The Way of the Master
January 2003

“The Way of the Master,” Ensign, Jan. 2003, 2–7

First Presidency Message

The Way of the Master

President Thomas S. Monson

Photograph by Don Busath

The Divine Commandment to Love

During the later Judean ministry of the Lord, “a certain lawyer stood up, and tempted him, saying, Master, what shall I do to inherit eternal life?

“He said unto him, What is written in the law? how readest thou?

“And he answering said, Thou shalt love the Lord thy God with all thy heart, and with all thy soul, and with all thy strength, and with all thy mind; and thy neighbour as thyself.

“And he said unto him, Thou hast answered right: this do, and thou shalt live.

“But he, willing to justify himself, said unto Jesus, And who is my neighbour?

“And Jesus answering said, A certain man went down from Jerusalem to Jericho, and fell among thieves, which stripped him of his raiment, and wounded him, and departed, leaving him half dead.

“And by chance there came down a certain priest that way: and when he saw him, he passed by on the other side.

“And likewise a Levite, when he was at the place, came and looked on him, and passed by on the other side.

“But a certain Samaritan, as he journeyed, came where he was: and when he saw him, he had compassion on him,

“And went to him, and bound up his wounds, pouring in oil and wine, and set him on his own beast, and brought him to an inn, and took care of him.

“And on the morrow when he departed, he took out two pence, and gave them to the host, and said unto him, Take care of him; and whatsoever thou spendest more, when I come again, I will repay thee.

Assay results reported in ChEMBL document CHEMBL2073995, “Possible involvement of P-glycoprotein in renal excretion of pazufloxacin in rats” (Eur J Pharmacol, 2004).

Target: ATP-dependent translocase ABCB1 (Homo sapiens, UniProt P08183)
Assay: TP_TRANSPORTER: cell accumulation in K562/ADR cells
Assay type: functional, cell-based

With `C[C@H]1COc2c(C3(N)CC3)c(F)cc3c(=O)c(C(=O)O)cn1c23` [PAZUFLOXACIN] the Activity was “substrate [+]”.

“Which now of these three, thinkest thou, was neighbour unto him that fell among the thieves?

“And he said, He that shewed mercy on him. Then said Jesus unto him, Go, and do thou likewise.”1

Times change, the years roll by, circumstances vary—but the Master’s counsel to the lawyer applies to you and to me just as surely as though we heard His voice speaking directly to us.

How to Fulfill the Commandment

As we study the New Testament this year, we might ask ourselves, “How might we fulfill today the divine commandment to love the Lord our God?”

The Lord declared: “He that hath my commandments, and keepeth them, he it is that loveth me”; “Come, follow me”; “I have set an example for you”; “I am the light which ye shall hold up—that which ye have seen me do.”2 What, indeed, did He do?

Born in a stable, cradled in a manger, He brought to fulfillment the prophecies of the ages. Shepherds came with haste to adore Him. Wise Men from the East came bearing for Him precious gifts; the meridian of time had dawned.

With the birth of the Babe in Bethlehem, there emerged a great endowment, a power stronger than weapons, a wealth more lasting than the coins of Caesar. This child was to be the King of kings and Lord of lords, the promised Messiah—even Jesus Christ, the Son of God.